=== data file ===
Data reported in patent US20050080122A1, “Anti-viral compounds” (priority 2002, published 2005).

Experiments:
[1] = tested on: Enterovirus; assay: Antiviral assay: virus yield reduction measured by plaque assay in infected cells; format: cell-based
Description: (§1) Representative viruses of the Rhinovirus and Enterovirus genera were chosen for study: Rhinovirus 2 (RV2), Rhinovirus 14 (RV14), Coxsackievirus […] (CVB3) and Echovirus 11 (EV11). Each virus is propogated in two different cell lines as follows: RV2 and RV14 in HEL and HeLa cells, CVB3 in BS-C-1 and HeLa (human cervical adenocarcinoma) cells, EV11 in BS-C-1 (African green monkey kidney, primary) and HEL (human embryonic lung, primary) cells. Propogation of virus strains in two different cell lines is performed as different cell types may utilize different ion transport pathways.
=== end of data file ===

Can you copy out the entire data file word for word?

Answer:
Data reported in patent US20050080122A1, “Anti-viral compounds” (priority 2002, published 2005).

Experiments:
[1] = tested on: Enterovirus; assay: Antiviral assay: virus yield reduction measured by plaque assay in infected cells; format: cell-based
Description: (§1) Representative viruses of the Rhinovirus and Enterovirus genera were chosen for study: Rhinovirus 2 (RV2), Rhinovirus 14 (RV14), Coxsackievirus […] (CVB3) and Echovirus 11 (EV11). Each virus is propogated in two different cell lines as follows: RV2 and RV14 in HEL and HeLa cells, CVB3 in BS-C-1 and HeLa (human cervical adenocarcinoma) cells, EV11 in BS-C-1 (African green monkey kidney, primary) and HEL (human embryonic lung, primary) cells. Propogation of virus strains in two different cell lines is performed as different cell types may utilize different ion transport pathways.